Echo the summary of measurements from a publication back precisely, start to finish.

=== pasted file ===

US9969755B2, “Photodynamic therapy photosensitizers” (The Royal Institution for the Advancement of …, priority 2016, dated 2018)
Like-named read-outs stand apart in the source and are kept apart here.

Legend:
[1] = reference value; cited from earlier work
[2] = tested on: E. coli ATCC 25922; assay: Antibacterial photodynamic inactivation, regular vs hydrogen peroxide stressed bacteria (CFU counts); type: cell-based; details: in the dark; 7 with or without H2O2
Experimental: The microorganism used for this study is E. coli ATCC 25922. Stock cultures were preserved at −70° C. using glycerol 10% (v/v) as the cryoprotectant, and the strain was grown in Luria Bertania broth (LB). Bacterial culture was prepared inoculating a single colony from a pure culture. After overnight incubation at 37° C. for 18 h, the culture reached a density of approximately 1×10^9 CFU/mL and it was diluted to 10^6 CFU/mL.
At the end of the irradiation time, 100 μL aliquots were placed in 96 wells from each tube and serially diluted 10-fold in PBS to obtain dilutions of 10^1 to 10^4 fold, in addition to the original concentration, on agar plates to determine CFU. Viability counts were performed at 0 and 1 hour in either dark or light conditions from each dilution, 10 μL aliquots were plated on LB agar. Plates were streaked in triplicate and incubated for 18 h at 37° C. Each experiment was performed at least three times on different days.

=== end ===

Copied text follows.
US9969755B2, “Photodynamic therapy photosensitizers” (The Royal Institution for the Advancement of …, priority 2016, dated 2018)
Like-named read-outs stand apart in the source and are kept apart here.

Legend:
[1] = reference value; cited from earlier work
[2] = tested on: E. coli ATCC 25922; assay: Antibacterial photodynamic inactivation, regular vs hydrogen peroxide stressed bacteria (CFU counts); type: cell-based; details: in the dark; 7 with or without H2O2
Experimental: The microorganism used for this study is E. coli ATCC 25922. Stock cultures were preserved at −70° C. using glycerol 10% (v/v) as the cryoprotectant, and the strain was grown in Luria Bertania broth (LB). Bacterial culture was prepared inoculating a single colony from a pure culture. After overnight incubation at 37° C. for 18 h, the culture reached a density of approximately 1×10^9 CFU/mL and it was diluted to 10^6 CFU/mL.
At the end of the irradiation time, 100 μL aliquots were placed in 96 wells from each tube and serially diluted 10-fold in PBS to obtain dilutions of 10^1 to 10^4 fold, in addition to the original concentration, on agar plates to determine CFU. Viability counts were performed at 0 and 1 hour in either dark or light conditions from each dilution, 10 μL aliquots were plated on LB agar. Plates were streaked in triplicate and incubated for 18 h at 37° C. Each experiment was performed at least three times on different days.